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I have a function (stored procedure) defined in a database that I would like to edit.

I think one way of doing this is to dump the function definition to a SQL file, edit the SQL file, then replace the definition in the database with the edited version.

Is it possible to do this (dump the definition to a SQL file)?

What I have been doing in the past is to use psql to connect to the database, run /df+ function, copy the output to a text file, massage the text so it looks like a function declaration, but this is time consuming and I'm wondering if there is a sleeker way of doing it.

I am using PostgreSQL 9.1 if it matters.


I accepted Mike Buland's answer because he provided the correct answer in his comment, which was to run \ef function in psql.

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3 Answers 3

up vote 5 down vote accepted

This is actually listed in a previous question:

SELECT  proname, prosrc
FROM    pg_catalog.pg_namespace n
JOIN    pg_catalog.pg_proc p
ON      pronamespace = n.oid
WHERE   nspname = 'public';

List stored functions using a table in PostgreSQL

You should be able to use this on the command line or with a client to read the current text of the proc and do anything you'd like with it :)

I hope that helps

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Thanks for your answer but it doesn't give me more than what \df+ already does. I guess I was hoping for something that would include the complete SQL, including "CREATE OR REPLACE FUNCTION ...(...)" part so I don't have to massage the output every time. –  Jin Kim Jan 20 '12 at 16:45
Ah, I misunderstood, for newer postgres try: \ef <procname> –  Mike Buland Jan 20 '12 at 16:54
Thanks, that's exactly what I was looking for. –  Jin Kim Jan 20 '12 at 17:04

You would also need the function arguments:

SELECT p.proname
     , pg_catalog.pg_get_function_arguments(p.oid) as params
     , p.prosrc
FROM   pg_catalog.pg_proc p
WHERE  oid = 'myschema.myfunc'::regproc;

Or, to make it unambiguous for functions with parameters:

WHERE  oid = 'myschema.myfunc(text)'::regprocedure;

Or you can use pgAdmin to do what you describe a lot more comfortably. It displays the complete SQL script to recreate objects and has an option to copy that to the the edit window automatically. Edit and execute.

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you have a lot of functions! –  markmnl May 31 '12 at 2:14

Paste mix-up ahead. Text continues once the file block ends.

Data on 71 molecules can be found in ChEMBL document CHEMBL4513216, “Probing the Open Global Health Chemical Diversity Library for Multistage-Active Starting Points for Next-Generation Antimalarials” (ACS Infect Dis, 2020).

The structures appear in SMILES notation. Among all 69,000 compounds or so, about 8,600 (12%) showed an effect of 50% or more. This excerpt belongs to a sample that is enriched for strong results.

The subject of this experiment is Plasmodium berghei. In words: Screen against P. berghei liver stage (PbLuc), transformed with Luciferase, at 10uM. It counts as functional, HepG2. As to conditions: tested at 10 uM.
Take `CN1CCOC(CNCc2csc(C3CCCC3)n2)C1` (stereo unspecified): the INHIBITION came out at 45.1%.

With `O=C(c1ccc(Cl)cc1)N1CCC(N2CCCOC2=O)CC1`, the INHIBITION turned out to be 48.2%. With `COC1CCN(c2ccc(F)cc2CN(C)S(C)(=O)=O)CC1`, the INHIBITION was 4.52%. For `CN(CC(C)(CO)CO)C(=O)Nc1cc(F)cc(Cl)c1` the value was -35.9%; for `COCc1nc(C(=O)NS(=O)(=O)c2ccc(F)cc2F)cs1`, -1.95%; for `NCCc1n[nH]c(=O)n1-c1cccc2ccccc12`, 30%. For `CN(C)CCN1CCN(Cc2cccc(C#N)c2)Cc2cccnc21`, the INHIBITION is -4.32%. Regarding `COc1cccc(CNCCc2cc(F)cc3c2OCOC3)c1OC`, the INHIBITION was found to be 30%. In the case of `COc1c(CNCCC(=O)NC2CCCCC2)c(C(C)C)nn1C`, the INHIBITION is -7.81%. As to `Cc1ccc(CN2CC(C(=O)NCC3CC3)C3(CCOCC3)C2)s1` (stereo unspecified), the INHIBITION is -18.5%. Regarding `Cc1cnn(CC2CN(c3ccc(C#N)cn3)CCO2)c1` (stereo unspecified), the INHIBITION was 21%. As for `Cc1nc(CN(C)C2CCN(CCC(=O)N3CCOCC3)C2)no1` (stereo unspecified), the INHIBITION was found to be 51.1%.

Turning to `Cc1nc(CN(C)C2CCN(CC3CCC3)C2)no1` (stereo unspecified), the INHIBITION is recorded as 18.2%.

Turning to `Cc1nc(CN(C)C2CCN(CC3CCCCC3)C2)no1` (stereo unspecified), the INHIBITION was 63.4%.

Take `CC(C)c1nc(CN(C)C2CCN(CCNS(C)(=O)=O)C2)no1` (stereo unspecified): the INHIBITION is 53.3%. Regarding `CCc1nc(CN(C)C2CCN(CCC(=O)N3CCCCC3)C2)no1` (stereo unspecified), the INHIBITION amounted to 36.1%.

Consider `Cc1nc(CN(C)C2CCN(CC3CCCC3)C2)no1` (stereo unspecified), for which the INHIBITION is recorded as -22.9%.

@Fëanor: I removed the screenshot, it's not needed. Simplified query, too. –  Erwin Brandstetter May 31 '12 at 11:45

I think you need to take a step back and see the root issue here. Which is you're not using version control to version your files (database objects). There are plenty of free ones, Git and Mercurial to name a few. So use psql or the query Mike provided to dump the structure out and put them in version control. Going forward check out from version control and make edits there. You should be deploying code from this version control system to the database server. It is also useful to reconcile that the code you have in version control matches the code in the database in a automated and on a regular basis. In theory though if a strict process is in place code that isn't checked into source control should never make it to the database and you don't ever have to wonder if source control matches what the database has. However I don't trust that people with admin access won't abuse their privilege so I put steps in place to check this. If someone is found to be abusing their privileges that can be dealt with in other ways.

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I appreciate your candor and will take your criticisms into consideration although I think you are reading too much into my question. –  Jin Kim Jan 20 '12 at 17:07
In context to your question I agree. However if you and I worked together and this came up the answer I would give you is the answer I submitted here. I hate working around upstream deficiencies. Maybe in your case that is a little harsh as I don't know if you are just stuck with a system with these deficiencies and you need to work around them for the time being. –  Bob Jan 20 '12 at 17:34

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